1964

      Porsche 904 Carrera GTS

      180 PS | 650 kg | 1966 ccm | 263 km/h

    • The Aerodjet was named „Djet“, because René Bonnet Thought the French could not pronounce the word “Jet” correctly. This car was part of the Le Mans special exhibition 2009/ 2010.
      1964

      René Bonnet Aerodjet

      100 PS | 595 kg | 1108 ccm | 242 km/h

    • APAL stands for Appellation Polyester Amart Lüttich. This small Belgian car manufacturer had concentrated on producing fiberglass constructions. This car was displayed in 2008.
      1965

      APAL Formel Vau

      65 PS | 385 kg | 1200 ccm | 160 km/h

    • To beat the Ferrari race cars at le mans in 1965 Ford’s 4,7 litre V8 was not strong enough. In 1966, his cars were equipped with 7 litre V8 engines and finally won. This car was part of the Le mans special exhibition 2009/ 2010.
      1965

      Ford GT40 P Mk I

      335 PS | 908 kg | 4727 ccm | 320 km/h

    • The Carrera 6 was the last street-legal racing car from Porsche. Its greatest success this type achieved in 1966 by winning the Targa Florio. This car was displayed at the museum in 2008.
      1966

      Porsche 906 Carrera 6

      220 PS | 675 kg | 1991 ccm | 260 km/h

    • This VW Transporter was not only used for advertisement of Otto Mathé’s additives. It also pulled Mathé’s trailer with his race cars to the race tracks. .
      1966

      VW Transporter "Bulli"

      44 PS | 1100 kg | 1493 ccm | 95 km/h

    • The Porsche 914 was produced cooperatively by VW and porsche. The displayed Porsche 914 (914/6) is powered by the Porsche 911 T flat six-cylinder engine and was built only 3.332 times at the Porsche factory.
      1970

      Porsche 914/6

      110 PS | 985 kg | 1991 ccm | 207 km/h

    • This 908/02 started at Le mans in 1970 and placed third. In first and second place were the Porsche scored a triple victory. The car was displayed at the Le mans special exhibition 2009/ 2010.
      1970

      Porsche 908/02

      350 PS | 650 kg | 2997 ccm | 290 km/h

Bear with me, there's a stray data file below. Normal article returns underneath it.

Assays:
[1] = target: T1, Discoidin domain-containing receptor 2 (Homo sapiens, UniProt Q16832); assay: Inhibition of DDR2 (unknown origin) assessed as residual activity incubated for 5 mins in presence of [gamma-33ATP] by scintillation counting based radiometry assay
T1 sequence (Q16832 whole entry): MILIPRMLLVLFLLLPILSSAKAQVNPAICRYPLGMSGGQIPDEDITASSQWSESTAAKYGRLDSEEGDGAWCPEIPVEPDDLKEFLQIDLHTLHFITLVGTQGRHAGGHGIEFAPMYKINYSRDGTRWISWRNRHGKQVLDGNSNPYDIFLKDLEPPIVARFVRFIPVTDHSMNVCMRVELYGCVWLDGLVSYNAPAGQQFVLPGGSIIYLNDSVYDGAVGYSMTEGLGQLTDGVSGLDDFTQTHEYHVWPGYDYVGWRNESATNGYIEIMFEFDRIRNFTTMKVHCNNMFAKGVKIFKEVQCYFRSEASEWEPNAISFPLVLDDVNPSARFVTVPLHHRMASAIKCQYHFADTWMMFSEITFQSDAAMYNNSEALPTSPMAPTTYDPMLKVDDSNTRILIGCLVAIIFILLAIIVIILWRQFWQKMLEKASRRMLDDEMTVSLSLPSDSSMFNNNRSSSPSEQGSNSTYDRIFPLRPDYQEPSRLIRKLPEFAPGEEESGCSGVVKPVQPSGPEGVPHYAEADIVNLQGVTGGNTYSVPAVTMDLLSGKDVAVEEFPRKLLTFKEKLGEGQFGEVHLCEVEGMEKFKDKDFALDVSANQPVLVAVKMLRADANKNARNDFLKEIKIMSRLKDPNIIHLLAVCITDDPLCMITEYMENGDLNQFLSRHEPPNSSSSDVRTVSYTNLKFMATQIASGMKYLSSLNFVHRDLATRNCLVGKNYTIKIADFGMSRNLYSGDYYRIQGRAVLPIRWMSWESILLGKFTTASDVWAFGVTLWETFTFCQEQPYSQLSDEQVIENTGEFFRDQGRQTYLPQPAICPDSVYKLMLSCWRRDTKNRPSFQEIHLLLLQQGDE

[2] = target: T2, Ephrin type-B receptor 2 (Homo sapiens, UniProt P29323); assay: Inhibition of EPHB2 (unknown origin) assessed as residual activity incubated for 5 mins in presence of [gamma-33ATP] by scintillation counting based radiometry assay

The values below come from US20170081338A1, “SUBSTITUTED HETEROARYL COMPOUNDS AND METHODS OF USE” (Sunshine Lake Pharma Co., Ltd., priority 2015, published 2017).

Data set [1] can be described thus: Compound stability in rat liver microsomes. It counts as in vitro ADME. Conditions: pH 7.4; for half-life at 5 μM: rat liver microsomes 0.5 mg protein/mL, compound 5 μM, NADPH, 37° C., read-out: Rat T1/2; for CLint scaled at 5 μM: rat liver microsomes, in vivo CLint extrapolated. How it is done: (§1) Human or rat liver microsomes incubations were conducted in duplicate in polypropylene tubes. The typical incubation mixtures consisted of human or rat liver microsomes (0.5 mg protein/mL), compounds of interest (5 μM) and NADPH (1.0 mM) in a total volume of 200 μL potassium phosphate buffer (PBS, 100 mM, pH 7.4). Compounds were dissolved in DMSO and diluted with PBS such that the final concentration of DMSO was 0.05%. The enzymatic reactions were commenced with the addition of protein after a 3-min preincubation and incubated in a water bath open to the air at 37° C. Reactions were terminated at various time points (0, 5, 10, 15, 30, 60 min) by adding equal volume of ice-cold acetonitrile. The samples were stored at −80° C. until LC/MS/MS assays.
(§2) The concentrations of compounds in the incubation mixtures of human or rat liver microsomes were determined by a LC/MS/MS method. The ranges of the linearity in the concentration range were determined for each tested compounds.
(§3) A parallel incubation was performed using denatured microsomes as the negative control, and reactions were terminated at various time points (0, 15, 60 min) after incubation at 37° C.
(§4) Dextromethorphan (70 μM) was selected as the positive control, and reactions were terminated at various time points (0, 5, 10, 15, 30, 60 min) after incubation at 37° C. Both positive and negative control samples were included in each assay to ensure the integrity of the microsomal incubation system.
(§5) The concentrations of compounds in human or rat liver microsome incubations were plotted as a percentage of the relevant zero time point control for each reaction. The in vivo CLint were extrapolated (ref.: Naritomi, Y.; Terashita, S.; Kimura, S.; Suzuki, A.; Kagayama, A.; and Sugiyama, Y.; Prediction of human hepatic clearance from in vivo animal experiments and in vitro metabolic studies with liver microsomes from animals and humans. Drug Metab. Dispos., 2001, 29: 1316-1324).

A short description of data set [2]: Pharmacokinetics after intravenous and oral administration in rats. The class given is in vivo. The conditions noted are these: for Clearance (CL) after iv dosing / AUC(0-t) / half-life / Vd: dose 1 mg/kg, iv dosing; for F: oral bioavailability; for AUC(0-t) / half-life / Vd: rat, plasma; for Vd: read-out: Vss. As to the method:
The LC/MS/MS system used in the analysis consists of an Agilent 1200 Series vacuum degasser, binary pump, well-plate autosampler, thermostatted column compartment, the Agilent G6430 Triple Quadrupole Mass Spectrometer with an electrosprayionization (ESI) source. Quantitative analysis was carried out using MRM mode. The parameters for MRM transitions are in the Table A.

• The Porsche 917 is the race car that gave Porsche its first overall wins at the 24 Hours of le Mans in 1970 and 1971. This car was displayed at the Le Mans special exhibition 2009/ 2010.
      1971

      Porsche 917 K

      630 PS | 830 kg | 4999 ccm | 360 km/h

    • For homologation Porsche produced the Carrera RS street version in 1972/73. The rear spoiler became its distinctive feature. Carrera stands for the Carrera Panamericana race.
      1973

      Porsche 911 Carrera RS

      210 PS | 1075 kg | 2687 ccm | 240 km/h

    • This car is the prototype of the Porsche 911 E, which was produced as a low-end model for the U. S. market.
      1975

      Porsche 912 E

      90 PS | 1160 kg | 1971 ccm | 178 km/h

    • In 1981, Jacky Ickx won the 24 Hours of Le Mans with the Porsche 936. Porsche then decided to build a 1:2 scale version of the Porsche 936. 50 cars were built.
      1981

      Porsche 936 Junior

      5 PS | 158 kg | 206 ccm | 51 km/h

    • At the Dortmund Univeristy for Design this car was designed by the students Alev Afsin, Jenny Echelmeyer and Carolin Stewenon. The title of their work is "The Cozy Car".
      1988

      924 CC Couch Coupé

      PS | kg | ccm | km/h

    • In 1991, Michael Schumacher drove his first F1 race in this car. Schumacher qualified a superb seventh on the grid. However, the high did not last, as the clutch failed within the first mile of the race.
      1991

      Jordan F1 191 Michael Schumacher

      680 PS | 505 kg | 3498 ccm | 330 km/h

    • The Porsche 911 GT1 was a car designed for competition in the GT1 class of sportscar racing, which also required a street legal version for homologation purpose. This GT1 was displayed at the Le Mans special exhibition 2009/2010.
      1996

      Porsche 911 (993) GT1

      600 PS | 1000 kg | 3200 ccm | 320 km/h

    • This prototype was presented in 1998 to illustrate Audi’s ambitions to compete in the 1999 24 Hours of Le Mans. Since then Audi won 10 times within the last 12 years.
      1998

      Audi R8R LMP Prototyp

      610 PS | 900 kg | 3600 ccm | 345 km/h

    • In 2003, Porsche presented the GT3 RS as a limited version of the Porsche 996 GT3 series. It should remind of the Carrera RS, which achieved several motorsports successes in the early 1970s.
      2004

      Porsche 911 Carrera GT3 RS

      381 PS | 1360 kg | 3600 ccm | 306 km/h

    • The Audi R10 TD1 was the first diesel powered race car to ein the 24 Hours of Le Mans. The team drove 380 laps (5,187 km resp. 3223 miles). The winner’s car was part of the Le Mans special exhibition 2009/2010.
      2006

      Audi R10 TDI

      646 PS | 935 kg | 5499 ccm | 335 km/h